Okay, a surprising number of people object to the, in my opinion, fairly uncontroversial notion that you have to use condoms.
About the whole “it’s my body, you can’t tell me what to do with it” thing? It’s true, I do not have a bunch of condom ninjas that kidnap everyone who has unsafe sex and deposit them in front of my skull throne. (Wouldn’t that be cool, though.) If you want to have sex without a condom, be my guest. All I can do is call you a dumbfuck. I mean, dudes, it’s wrong to shame people for being (happy, healthy, consensual) sluts or (happy, healthy, consensual) virgins because both of those are completely neutral things– in matters of taste there is no dispute and all that. There is something wrong with unsafe sex though! You’re risking the health of yourself and your partner for momentary pleasure. I don’t care about shaming you, because you should be ashamed.
Also, while of course people who have sex with cis men should probably make sure a condom is involved at some point, the article I was citing was talking about reasons cis men don’t use condoms, not reasons why their partners don’t.
Anyway! I have decided to present a list of things cis men who find that condoms reduce the sensation should consider so they can have safer and enjoyable sex. Not all of these will be applicable to all cis men who find that condoms reduce the sensation.
Switch condom brands. Sometimes a condom brand just doesn’t work with your penis and you need to experiment to see what does work. If you haven’t tried thin or ultrathin condoms, use them. Apparently it’s “the next best thing to bare.” And no, they are not more likely to break– in fact, they are exactly as likely to break as any other type of condom (or even less likely, because of the reduction in friction). Make sure you are using the correct size of condom. Both ones that are too large and too small are likely to be unpleasant. See if you could possibly have a latex allergy; if that’s the case, use a brand of condoms that don’t contain latex.
Masturbate with a condom on. The idea here is to get used to the idea of sexual pleasure and condoms being linked in a situation that’s less high-pressure than sexual intercourse.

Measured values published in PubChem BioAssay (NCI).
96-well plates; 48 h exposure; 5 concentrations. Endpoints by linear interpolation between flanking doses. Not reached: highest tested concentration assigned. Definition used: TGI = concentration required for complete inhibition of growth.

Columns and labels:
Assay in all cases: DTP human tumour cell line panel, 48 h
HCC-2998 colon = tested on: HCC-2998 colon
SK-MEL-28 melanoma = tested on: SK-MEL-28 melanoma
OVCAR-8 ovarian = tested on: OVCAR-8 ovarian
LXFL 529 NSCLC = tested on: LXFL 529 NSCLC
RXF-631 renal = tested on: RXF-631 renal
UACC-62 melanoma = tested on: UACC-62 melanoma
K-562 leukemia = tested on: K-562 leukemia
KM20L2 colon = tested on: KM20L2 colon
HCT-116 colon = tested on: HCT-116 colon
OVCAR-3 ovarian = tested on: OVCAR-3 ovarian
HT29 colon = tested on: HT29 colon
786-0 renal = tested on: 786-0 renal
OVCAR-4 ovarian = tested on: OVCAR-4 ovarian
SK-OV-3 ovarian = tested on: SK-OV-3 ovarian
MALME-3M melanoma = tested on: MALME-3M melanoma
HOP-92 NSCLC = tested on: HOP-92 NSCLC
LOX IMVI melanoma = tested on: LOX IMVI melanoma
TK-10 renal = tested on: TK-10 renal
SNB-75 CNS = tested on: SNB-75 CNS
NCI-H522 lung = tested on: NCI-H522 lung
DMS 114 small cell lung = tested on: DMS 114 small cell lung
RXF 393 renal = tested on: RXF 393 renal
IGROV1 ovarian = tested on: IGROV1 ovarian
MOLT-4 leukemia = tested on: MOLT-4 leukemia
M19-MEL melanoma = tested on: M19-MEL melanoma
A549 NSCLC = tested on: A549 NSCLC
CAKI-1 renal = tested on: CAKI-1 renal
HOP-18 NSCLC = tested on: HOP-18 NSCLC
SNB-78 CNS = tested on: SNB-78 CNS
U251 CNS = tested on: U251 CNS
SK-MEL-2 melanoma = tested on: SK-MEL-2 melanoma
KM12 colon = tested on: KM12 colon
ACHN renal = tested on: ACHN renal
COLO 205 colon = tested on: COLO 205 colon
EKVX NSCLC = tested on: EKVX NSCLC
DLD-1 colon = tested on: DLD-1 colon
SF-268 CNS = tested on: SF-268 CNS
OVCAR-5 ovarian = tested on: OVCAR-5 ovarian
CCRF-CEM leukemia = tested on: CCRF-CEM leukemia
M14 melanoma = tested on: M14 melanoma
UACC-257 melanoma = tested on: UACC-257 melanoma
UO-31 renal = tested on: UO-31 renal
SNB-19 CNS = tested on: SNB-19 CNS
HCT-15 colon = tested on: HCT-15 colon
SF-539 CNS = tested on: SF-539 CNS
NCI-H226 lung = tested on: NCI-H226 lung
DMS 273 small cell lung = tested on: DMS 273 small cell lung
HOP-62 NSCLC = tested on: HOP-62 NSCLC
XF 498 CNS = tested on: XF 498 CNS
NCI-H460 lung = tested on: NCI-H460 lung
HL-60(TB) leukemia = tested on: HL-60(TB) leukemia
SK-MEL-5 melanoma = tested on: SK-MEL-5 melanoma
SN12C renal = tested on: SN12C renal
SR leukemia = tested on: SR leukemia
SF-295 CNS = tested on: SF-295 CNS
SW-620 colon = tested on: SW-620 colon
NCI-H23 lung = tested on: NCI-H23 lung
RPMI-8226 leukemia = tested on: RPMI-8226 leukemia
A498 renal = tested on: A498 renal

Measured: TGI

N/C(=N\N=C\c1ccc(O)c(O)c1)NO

Lube, lube, lube. There are three secrets to great sex and all of them are lube. Make sure your partner is adequately lubricated, and put a little lube in the tip of the condom.
Outercourse. There are plenty of sexual options that don’t involve much risk of STI transmission at all (just ask your friendly neighborhood lesbian). Handjobs and fingering. Stripping. Sex toys (remember to put a condom on any dildos!). Sharing fantasies. Titfucks. Footjobs. Intercrural sex, much beloved of the ancient Greeks.* Dirty talk. Massage. Showering together. Phone sex or cybersex. Masturbating for each other. Pegging. Almost all BDSM acts. Some of the many sex acts classified under the name “dry-humping.”
Not fucking people with STIs. If your partner has been tested for STIs and doesn’t have any, then you’re not going to get an STI. It’s not like they spontaneously generate. (If they do have an STI, may I recommend some of the lovely outercourse options available?) Unfortunately, this only applies to monogamous or polyfidelitous relationships– if someone has sex with someone outside of the network of people who have been tested, they might bring home an STI and spread it to everyone. Remember that some STIs, including HIV, take months to show up on test results. Many people lie, so it’s based to take this route with someone you trust (or have seen the test results of).
Unfortunately, I don’t have a non-plastic penis, so it’s quite possible I’m missing something. Share your advice in the comments!
*Mom, aren’t you so glad you’re paying for that college degree?